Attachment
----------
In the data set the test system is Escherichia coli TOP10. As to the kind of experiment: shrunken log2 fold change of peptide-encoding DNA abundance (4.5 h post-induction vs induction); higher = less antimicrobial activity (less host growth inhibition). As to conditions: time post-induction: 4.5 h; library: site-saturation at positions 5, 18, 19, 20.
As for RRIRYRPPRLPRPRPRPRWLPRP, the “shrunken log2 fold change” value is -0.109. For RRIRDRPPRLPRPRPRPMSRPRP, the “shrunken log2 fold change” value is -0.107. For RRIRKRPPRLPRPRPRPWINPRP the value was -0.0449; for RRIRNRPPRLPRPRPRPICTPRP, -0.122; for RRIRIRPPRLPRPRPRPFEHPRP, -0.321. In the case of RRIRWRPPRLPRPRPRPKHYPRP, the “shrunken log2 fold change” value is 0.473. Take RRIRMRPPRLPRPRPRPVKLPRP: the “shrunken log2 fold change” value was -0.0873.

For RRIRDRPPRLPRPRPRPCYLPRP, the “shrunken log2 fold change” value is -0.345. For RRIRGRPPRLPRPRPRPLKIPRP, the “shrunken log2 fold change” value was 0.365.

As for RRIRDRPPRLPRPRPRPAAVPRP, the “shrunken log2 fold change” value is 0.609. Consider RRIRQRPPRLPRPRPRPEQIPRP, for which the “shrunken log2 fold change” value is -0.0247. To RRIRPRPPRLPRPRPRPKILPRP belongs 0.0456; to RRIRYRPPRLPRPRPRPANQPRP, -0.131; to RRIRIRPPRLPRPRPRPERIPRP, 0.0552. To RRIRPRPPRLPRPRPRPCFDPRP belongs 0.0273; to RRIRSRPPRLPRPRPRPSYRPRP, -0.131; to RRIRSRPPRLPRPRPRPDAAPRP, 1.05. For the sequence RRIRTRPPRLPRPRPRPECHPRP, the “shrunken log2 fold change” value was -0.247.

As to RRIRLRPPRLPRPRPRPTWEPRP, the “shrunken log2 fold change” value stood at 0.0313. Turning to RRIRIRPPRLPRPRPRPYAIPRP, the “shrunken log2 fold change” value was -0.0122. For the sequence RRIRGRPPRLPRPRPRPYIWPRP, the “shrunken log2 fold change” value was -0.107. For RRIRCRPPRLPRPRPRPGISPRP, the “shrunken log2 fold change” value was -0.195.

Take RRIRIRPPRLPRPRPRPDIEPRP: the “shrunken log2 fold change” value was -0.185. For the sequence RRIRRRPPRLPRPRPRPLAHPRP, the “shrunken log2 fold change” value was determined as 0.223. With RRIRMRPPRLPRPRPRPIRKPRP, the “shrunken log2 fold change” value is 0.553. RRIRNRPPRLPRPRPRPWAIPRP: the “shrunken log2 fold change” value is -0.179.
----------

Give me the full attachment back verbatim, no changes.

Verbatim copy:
In the data set the test system is Escherichia coli TOP10. As to the kind of experiment: shrunken log2 fold change of peptide-encoding DNA abundance (4.5 h post-induction vs induction); higher = less antimicrobial activity (less host growth inhibition). As to conditions: time post-induction: 4.5 h; library: site-saturation at positions 5, 18, 19, 20.
As for RRIRYRPPRLPRPRPRPRWLPRP, the “shrunken log2 fold change” value is -0.109. For RRIRDRPPRLPRPRPRPMSRPRP, the “shrunken log2 fold change” value is -0.107. For RRIRKRPPRLPRPRPRPWINPRP the value was -0.0449; for RRIRNRPPRLPRPRPRPICTPRP, -0.122; for RRIRIRPPRLPRPRPRPFEHPRP, -0.321. In the case of RRIRWRPPRLPRPRPRPKHYPRP, the “shrunken log2 fold change” value is 0.473. Take RRIRMRPPRLPRPRPRPVKLPRP: the “shrunken log2 fold change” value was -0.0873.

For RRIRDRPPRLPRPRPRPCYLPRP, the “shrunken log2 fold change” value is -0.345. For RRIRGRPPRLPRPRPRPLKIPRP, the “shrunken log2 fold change” value was 0.365.

As for RRIRDRPPRLPRPRPRPAAVPRP, the “shrunken log2 fold change” value is 0.609. Consider RRIRQRPPRLPRPRPRPEQIPRP, for which the “shrunken log2 fold change” value is -0.0247. To RRIRPRPPRLPRPRPRPKILPRP belongs 0.0456; to RRIRYRPPRLPRPRPRPANQPRP, -0.131; to RRIRIRPPRLPRPRPRPERIPRP, 0.0552. To RRIRPRPPRLPRPRPRPCFDPRP belongs 0.0273; to RRIRSRPPRLPRPRPRPSYRPRP, -0.131; to RRIRSRPPRLPRPRPRPDAAPRP, 1.05. For the sequence RRIRTRPPRLPRPRPRPECHPRP, the “shrunken log2 fold change” value was -0.247.

As to RRIRLRPPRLPRPRPRPTWEPRP, the “shrunken log2 fold change” value stood at 0.0313. Turning to RRIRIRPPRLPRPRPRPYAIPRP, the “shrunken log2 fold change” value was -0.0122. For the sequence RRIRGRPPRLPRPRPRPYIWPRP, the “shrunken log2 fold change” value was -0.107. For RRIRCRPPRLPRPRPRPGISPRP, the “shrunken log2 fold change” value was -0.195.

Take RRIRIRPPRLPRPRPRPDIEPRP: the “shrunken log2 fold change” value was -0.185. For the sequence RRIRRRPPRLPRPRPRPLAHPRP, the “shrunken log2 fold change” value was determined as 0.223. With RRIRMRPPRLPRPRPRPIRKPRP, the “shrunken log2 fold change” value is 0.553. RRIRNRPPRLPRPRPRPWAIPRP: the “shrunken log2 fold change” value is -0.179.